Twisting in your Temple for Functionality

If we want to be fit, we must learn to twist.

In my practice as a coach and trainer, I borrow from various disciplines. Of course, I’m not the only one to do this; a growing number of fitness people, martial artists, ultimate fighting championship (UFC) contenders, dancers, runners, cross fitters, yoga practitioners and weightlifters are borrowing movements and exercises from one another. This is turning out to be surprisingly important, especially for people like my client Alex, who recently seemed to pinch a nerve in his lumbar and put himself out of commission for a week. With a judicious use of the practices I knew, I wondered if I could help him speed up his recovery.

Bear in mind: I’m not a physician or a physical therapist, so this doesn’t count as an article about healing. But the injury made me realize something about ordinary training: We must keep working not just with the parallel lines of the body when it faces forward. If we want to be fit, we must learn to twist.

It happened when Alex was unloading a heavy weight plate from a barbell just after three sets of deadlifts. He kneeled, grabbed the weights from the side, and then groaned. It even sounded painful. Watching him recalled my own days as a parent of young children: bending over, twisting and placing floppy babies and toddlers into car seats. I also remembered the strain my back felt during my construction worker days, when I would routinely carry 70 pound boards of sheetrock up narrow stairwells, forcing myself into strange twists with heavy objects. My back often felt sore then, and I herniated myself one time — which had led to a year of pain. And I’d been in my 30s back then. Alex was in his 60s.

Just as I’d needed reparations for my herniated disk back then, Alex needed reparations now. It might not be serious enough to go to a physician, especially with Covid-19 still active, but he needed to give the appropriate amount of time and attention to that part of his core — a part that he’d probably neglected for too long. Most of all, he needed to make careful twisting a priority.

So, he took a couple of days off, and nursed the pain in his seized-up back. Then he returned and we did a session of twists. It was like the hair of the dog that bit him, but carefully measured for success. We did three sets of weighted twists in a kneeling position (a woodchop movement holding a 10-pound flat weight plate, then a 10-pound medicine ball, and then a 15-pound kettlebell). I guided him through moves that mimicked the same motion that had caused the pain. I deliberately kept the weights light because we weren’t trying to strengthen his muscles so much as gently loosen them. It was as if the shock of the sudden pain had locked them up, and now we needed to return them to their previous neural-muscular pathways.

We followed this with the same three moves from a standing position. We used an even lighter weight so that it would feel safe and easy. The repetition was intended to reprogram the pattern, and to add some engagement of his core. In the future, I hoped, he would automatically protect his spine by turning on his transverse abdominal muscles more often. These are the deepest layer of abdominal muscles, located below the obliques, wrapping around the whole waist like a corset. If those are strong, so is your core.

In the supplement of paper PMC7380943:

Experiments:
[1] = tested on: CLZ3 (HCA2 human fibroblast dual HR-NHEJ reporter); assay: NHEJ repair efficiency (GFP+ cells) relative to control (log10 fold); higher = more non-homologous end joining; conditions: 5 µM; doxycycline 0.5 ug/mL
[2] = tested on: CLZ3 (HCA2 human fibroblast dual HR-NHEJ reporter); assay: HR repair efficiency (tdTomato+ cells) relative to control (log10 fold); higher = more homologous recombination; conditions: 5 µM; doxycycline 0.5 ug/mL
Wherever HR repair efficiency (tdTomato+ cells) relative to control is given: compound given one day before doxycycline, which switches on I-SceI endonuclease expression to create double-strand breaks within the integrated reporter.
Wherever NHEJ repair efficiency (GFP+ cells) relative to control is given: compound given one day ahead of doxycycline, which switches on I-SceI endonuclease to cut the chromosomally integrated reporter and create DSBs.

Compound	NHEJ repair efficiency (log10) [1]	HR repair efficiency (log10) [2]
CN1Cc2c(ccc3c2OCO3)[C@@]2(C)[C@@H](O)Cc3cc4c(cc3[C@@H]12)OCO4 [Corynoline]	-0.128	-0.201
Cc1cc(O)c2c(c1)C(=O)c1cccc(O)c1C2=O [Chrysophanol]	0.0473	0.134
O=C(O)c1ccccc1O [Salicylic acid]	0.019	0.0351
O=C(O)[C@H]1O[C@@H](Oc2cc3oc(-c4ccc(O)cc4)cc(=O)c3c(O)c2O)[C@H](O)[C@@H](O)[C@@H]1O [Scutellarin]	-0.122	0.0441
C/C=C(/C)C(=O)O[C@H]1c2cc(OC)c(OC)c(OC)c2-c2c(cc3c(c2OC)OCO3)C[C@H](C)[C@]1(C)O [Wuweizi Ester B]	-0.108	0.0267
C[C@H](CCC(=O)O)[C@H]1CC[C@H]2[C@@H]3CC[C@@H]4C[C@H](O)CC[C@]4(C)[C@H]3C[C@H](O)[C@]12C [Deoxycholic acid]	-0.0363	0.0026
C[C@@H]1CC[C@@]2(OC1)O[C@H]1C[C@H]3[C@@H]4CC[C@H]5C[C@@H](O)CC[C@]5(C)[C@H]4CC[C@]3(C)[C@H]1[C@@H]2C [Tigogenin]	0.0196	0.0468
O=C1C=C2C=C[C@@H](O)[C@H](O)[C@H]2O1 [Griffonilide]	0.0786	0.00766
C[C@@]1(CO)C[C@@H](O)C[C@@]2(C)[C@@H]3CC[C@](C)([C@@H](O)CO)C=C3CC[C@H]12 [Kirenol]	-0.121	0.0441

During the weeks that followed, this painful episode turned out to be a breakthrough for Alex. It led him to treat his core, and his abdominal muscles, with more respect.

Alex is a sedentary guy; he works at a desk. He had lost any sense of what it’s like to twist as part of daily life. The same is true for most of us. In fact, one of the few times I can remember seeing people twisting at work was as a child living in rural north Florida. Near our house was a watermelon farm, and I would watch the farm workers with admiration. They’d form a line, pick up giant, heavy watermelons, turn their torsos, and toss them through the air to each other, until the last person in the line put them on the truck. They all had to twist to do this, and to do it at high speed, or they wouldn’t get paid.

I’d seen the same rhythm back when I was a carpenter. Some of the crew members were assigned to be “rockers.” They were giant, cheerful guys wearing crocheted multi-colored cotton hats tall enough to cover their long hair to keep it from getting dusty. Most of the rest of us couldn’t do what they did: lift 4x8-square foot sheetrock panels and twist them into place. When the foreman shouted, “Make it white!” (meaning don’t let the board catch on anything and crumble or get dirty and attach the boards to studs to create a wall), these amazing men would pivot on their heels with the giant, heavy boards, so fast, watching them was like watching a virtuoso dancer or athlete. I wanted some of that same graceful strength for my client — and for myself, for that matter. And you’d probably want it too.

So how would you develop that kind of graceful, flexible strength deliberately and consciously? How would you do it at Alex’s age?

The answer to that question is complicated, because it requires an understanding of the three basic ways in which people move during the course of an average day. The field of anatomy refers to them as the sagittal plane (forward and backward), coronal plane (sideways), and transverse plane (twisting and turning) planes. Once you understand that every movement happens in one of these directions, and that the ways to improve your fitness are different for each of the three, you will never look at exercise the same way again.

The sagittal plane (forward and backward) dominates our lives, and most of our motion is front-to-back. Sitting, for example, is usually in the sagittal plane. We mostly lean forward to type, or rock back and forth. Our eyes are in front, and when we look straight ahead, that’s sagittal. Most exercises in the gym, for instance, on a Nautilus machine, are sagittal: the leg press, leg extension, chest press, and even the bicep curl and tricep machine, all involve forward-to-back motion. Dumbbells are a little better, because you can move them in any plane.